Climeworks factory with it’s fans in front of the collector, drawing in ambient air and release it, as largely purified CO2 through ventilators at the back is seen at the Hellisheidi power plant near Reykjavik on October 11, 2021. – Climeworks factory is in ICELAND containers similar to those used in maritime transport are stacked up in pairs, 10 metres (33 feet) high.
Fans in front of the collector draw in ambient air and release it, largely purified of CO2, through ventilators at the back. (Photo by Halldor KOLBEINS / AFP) (Photo by HALLDOR KOLBEINS/AFP via Getty Images)
Halldor Kolbeins | Afp | Getty Images
Currently, Climeworks is able to capture carbon dioxide at a cost of approximately $600 to $800 a ton, Judith Hebekeuser, communications manager at Climeworks told CNBC. That cost should fall to between $250 to $300 per ton by 2030 if Climeworks is operating at the scale of millions of tons. And if the industry matures as expected, then costs should come down to $100 to $200 per ton.
Toone says the U.S. government’s goal of $100 a ton is not unreasonable.
“The cost of solar since 1975 has fallen 300-fold,” Toone noted. “It absolutely passes the giggle test,” Toone said.
Once carbon is removed from the atmosphere, there are two basic ways to store it: Biologic and geologic. Biologic carbon sequestration is when carbon from the atmosphere is stored in plants, the soil, wood or even the ocean. Geologic carbon sequestration is the process of storing carbon dioxide underground. To do this, companies either pump the carbon dioxide into underground caverns, or combine it with a liquid and pump it into porous rock formations where the CO2 can “mineralize” over time.
At its first commercial carbon removal plant in Iceland, Climeworks takes the carbon dioxide it removes from the air and gives it to a partner company, Carbfix, which takes the carbon and injects it into water underground to react with basaltic rock. Over the next two years, the carbon turns to solid rock, “locking it away for hundreds of thousands of years,” Hebekeuser told CNBC. While permanent storage is Climeworks’ primary focus, it’s open to other options, like carbon upcycled products or to make renewable fuels.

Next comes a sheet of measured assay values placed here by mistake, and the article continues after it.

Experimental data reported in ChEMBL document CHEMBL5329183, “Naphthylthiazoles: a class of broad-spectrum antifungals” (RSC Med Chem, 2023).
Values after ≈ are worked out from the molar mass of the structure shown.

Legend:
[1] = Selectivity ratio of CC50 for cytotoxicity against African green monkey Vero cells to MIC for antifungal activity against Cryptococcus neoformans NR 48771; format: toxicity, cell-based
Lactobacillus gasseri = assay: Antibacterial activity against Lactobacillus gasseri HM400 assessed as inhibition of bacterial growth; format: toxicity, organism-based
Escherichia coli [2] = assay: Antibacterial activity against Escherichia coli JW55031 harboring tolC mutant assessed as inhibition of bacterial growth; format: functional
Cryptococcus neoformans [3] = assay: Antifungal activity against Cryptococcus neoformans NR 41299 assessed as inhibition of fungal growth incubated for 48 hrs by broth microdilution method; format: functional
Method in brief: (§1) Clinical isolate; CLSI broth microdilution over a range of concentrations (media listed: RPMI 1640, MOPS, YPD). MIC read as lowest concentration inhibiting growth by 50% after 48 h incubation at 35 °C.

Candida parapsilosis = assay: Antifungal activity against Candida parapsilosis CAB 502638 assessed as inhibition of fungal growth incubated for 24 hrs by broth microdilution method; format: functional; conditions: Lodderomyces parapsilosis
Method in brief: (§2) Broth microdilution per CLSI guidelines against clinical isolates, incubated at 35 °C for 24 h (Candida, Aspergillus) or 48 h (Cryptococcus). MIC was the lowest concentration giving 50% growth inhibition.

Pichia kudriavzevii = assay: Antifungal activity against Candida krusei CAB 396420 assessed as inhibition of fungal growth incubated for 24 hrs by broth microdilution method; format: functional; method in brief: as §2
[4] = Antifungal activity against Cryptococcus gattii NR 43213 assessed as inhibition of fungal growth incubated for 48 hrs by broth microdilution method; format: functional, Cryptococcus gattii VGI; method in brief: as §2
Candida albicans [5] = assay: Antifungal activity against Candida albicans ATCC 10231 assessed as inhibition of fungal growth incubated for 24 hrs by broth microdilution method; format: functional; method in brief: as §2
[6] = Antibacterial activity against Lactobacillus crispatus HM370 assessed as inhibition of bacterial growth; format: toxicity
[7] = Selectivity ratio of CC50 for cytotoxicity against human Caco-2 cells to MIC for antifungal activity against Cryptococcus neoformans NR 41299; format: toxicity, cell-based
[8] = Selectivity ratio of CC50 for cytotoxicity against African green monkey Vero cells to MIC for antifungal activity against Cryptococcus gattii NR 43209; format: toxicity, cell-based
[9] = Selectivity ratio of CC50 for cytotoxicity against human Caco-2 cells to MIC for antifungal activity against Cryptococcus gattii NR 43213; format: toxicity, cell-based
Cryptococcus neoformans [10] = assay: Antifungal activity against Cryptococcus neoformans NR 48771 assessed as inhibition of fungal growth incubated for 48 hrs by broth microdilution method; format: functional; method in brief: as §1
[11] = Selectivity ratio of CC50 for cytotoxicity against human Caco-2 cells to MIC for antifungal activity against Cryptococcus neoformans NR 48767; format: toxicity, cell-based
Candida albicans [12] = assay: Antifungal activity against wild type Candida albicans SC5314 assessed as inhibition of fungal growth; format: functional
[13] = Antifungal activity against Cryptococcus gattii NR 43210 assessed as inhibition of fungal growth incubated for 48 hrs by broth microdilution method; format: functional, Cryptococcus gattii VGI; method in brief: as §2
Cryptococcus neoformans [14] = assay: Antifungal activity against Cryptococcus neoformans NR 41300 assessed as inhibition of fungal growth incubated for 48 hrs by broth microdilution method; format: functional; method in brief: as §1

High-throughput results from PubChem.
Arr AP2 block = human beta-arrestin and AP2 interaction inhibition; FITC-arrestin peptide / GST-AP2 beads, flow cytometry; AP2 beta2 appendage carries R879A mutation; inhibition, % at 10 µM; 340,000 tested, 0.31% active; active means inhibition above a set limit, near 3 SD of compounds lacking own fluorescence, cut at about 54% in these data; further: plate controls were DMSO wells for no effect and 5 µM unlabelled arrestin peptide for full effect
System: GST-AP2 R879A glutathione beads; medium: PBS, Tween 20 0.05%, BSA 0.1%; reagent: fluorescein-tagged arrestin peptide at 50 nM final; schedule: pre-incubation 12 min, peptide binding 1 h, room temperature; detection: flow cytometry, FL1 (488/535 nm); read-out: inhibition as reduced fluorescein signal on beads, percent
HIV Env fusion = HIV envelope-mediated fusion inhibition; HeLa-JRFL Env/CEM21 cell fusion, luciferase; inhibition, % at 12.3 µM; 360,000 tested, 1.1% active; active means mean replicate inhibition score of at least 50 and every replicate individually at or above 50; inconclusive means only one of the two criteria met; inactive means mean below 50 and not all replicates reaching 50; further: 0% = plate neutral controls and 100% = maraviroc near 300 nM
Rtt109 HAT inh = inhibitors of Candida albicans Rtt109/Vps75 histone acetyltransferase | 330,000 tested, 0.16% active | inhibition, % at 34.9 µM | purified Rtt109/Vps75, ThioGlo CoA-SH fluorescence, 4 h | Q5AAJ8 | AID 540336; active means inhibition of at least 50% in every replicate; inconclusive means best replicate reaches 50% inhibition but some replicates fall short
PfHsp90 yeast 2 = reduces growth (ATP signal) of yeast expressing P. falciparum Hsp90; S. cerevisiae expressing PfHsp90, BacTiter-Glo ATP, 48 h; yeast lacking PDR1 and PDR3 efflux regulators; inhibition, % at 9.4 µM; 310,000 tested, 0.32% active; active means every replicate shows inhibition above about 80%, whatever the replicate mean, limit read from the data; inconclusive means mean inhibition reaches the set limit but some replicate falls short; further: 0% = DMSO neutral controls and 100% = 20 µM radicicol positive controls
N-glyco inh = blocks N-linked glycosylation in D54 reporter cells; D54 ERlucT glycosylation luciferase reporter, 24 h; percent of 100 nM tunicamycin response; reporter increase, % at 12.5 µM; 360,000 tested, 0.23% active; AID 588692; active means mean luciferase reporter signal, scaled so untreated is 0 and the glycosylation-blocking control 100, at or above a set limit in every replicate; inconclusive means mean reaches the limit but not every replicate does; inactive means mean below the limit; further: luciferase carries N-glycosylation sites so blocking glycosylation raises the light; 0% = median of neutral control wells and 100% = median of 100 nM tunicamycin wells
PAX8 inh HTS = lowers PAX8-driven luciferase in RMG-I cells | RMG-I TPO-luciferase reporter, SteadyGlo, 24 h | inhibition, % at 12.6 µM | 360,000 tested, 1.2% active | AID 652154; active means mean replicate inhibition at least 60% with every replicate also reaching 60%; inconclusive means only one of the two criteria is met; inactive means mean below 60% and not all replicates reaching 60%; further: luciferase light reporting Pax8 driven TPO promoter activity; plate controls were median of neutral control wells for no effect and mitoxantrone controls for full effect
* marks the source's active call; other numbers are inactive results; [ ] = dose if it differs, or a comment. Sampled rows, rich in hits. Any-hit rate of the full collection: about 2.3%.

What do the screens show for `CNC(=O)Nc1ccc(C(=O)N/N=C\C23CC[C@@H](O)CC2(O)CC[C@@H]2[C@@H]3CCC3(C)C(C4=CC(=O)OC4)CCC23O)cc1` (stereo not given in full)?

There are other, mostly non-chemical methods that “cost a tiny, tiny, tiny fraction of that $100 per ton,” Toone said, but verification is a big problem for many of them.
Growing trees is one example. But trees die, they get burned down by forest fires, they get cut down for lumber.
Companies like Pachama, a part of Breakthrough’s investment portfolio, are working to verify how much carbon is captured in an acre of forest.
Another example is using naturally occurring chemical calcium silicate, putting it on the beach and leaving it there. Calcium silicate reacts with carbon dioxide in the ocean water to make calcium carbonate, which is an insoluble solid that sinks to the bottom of the ocean. The ocean will continue to pull more carbon dioxide out of the air in order to stay in equilibrium, according to Toone, who was a chemistry professor at Duke University for almost three decades before joining Breakthrough.
But without verification, these methods won’t take off.
“We live in absurdly cynical times,” Toone told CNBC. If there’s a sense that carbon capture is a scam, then people are not going to pay for carbon to be captured at all. “We’ve got to bring society along with this. And so I think the validation and the verification are extremely important.”